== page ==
OCT 24, 2023 11:39 AM PDT

Mycena Fungi Have Evolved to Infect Live Hosts

WRITTEN BY: Carmen Leitch

Mycena fungi are more commonly known as bonnet mushrooms, and they survive by consuming dead trees and plants. New research has determined that bonnets are also able to get into healthy young trees and plants, and they try to establish a cooperative relationship there. The study has suggested that this fungus has made an evolutionary adaptation that is now changing what we thought we knew about the ecology of fungi, an unusual group of organisms that is not easily classified.

The researcher and Mycena in the field. Credit: Christoffer Bugge Harder

Fungal spores can move through the air, looking for a good place to live. When they find those defenseless host locations, the fungi can use their new hosts to their own advantage. Although the television show The Last of Us has dramatized this kind of fungal growth and evolution in horrific ways, it's unlikely that humans are threatened by this organism. There are signs that Mycena are gaining new abilities, however. The findings have been reported in Environmental Microbiology.

Mycena fungi are in a fungal genus that has been thought of as saprotrophic because they consume dead organic stuff. But genetic work performed in this study showed that Mycena fungi are also a common presence in the roots of live plant hosts. "This suggests that bonnets are in the process of an evolutionary development, from uniquely being decomposers of nonliving plant material to being invaders of living plants, under favorable conditions," explained first study author Christoffer Bugge Harder of the University of Copenhagen.

Some species of bonnets are also showing the initial characteristics of organisms that can live in symbiosis with trees. But the fungi appear to be assisting the plants and trees, and not doing harm. For example, some Mycena seem to perform an exchange that provides plants with more of an essential nutrient - nitrogen.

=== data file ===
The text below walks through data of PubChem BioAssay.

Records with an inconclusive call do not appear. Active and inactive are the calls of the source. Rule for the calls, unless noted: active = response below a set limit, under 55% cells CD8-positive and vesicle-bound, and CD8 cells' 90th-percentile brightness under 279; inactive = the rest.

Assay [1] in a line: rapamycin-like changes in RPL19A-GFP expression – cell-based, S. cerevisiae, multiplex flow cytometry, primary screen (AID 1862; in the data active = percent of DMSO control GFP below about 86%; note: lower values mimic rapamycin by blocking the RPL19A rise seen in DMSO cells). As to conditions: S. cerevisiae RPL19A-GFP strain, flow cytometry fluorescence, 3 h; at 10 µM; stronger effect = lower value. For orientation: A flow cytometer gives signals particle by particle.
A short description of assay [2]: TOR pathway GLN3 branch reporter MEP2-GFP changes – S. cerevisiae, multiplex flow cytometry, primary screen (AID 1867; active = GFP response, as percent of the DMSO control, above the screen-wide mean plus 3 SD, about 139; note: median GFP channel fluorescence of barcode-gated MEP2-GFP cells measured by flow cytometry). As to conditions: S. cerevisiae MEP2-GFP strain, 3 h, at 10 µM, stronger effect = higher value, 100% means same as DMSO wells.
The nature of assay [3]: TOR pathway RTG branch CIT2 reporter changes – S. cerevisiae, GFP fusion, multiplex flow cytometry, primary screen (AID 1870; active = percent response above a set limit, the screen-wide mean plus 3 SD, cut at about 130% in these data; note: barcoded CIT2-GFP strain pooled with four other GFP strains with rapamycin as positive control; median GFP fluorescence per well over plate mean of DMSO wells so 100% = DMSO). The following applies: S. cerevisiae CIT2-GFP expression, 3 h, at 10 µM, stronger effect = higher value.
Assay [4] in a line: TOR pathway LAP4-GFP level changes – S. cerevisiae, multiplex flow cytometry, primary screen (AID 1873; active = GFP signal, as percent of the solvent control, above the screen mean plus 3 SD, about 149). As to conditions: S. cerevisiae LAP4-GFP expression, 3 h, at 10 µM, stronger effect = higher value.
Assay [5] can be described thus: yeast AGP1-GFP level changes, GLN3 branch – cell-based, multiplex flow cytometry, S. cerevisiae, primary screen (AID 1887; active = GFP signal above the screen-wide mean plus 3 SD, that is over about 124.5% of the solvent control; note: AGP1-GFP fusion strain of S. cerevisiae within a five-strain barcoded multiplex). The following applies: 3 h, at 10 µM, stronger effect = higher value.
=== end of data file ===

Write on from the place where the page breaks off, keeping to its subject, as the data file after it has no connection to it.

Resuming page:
Fungi have choices: they can become harmful parasites that drain the life from their hosts; they can hide away and wait for their plant host to die so they can consume the carcass; they can also decide to work with their host, as so-called mutualists. While more research will be needed to know for sure, it appears that some Mycena are becoming mutualists, noted Harder.

Fungi have traditionally been divided into groups based on whether they were mutualistic, parasitic, or saprophytic. Mycena won't be easily classified, however. The lines are starting to blur, strict divisions are being called into question, and some Mycena are spanning a variety of ecological roles, added Harder. An analysis of carbon isotopes in Mycena indicated that they have characteristics of mutualists, saprotrophic decomposers, and possibly parasites too.

Humans may have also encouraged these new developments in Mycena. "It is reasonable to believe that we humans have played a role in this adaptation, because our monocultural plantations, stands of forest for example, have provided fungi with optimal conditions for adapting. The fungi seem to have seized upon this opportunity," Harder suggested.

It may be possible for fungi to evolve in a way that enables them to live more closely with humans. After all, Candida auris has recently emerged and now causes many human infections. Fungi in tropical areas are also well adapted to high temperatures. But people should not be concerned about this new evolution of Mycena, because most people's immune systems can clear fungal infections, noted Harder. "So, I don't see any reason to fear fungi, or at least not worry about Mycena."

Sources: University of Copenhagen, Environmental Microbiology

About the Author
Bachelor's (BA/BS/Other)
Experienced research scientist and technical expert with authorships on over 30 peer-reviewed publications, traveler to over 70 countries, published photographer and internationally-exhibited painter, volunteer trained in disaster-response, CPR and DV counseling.
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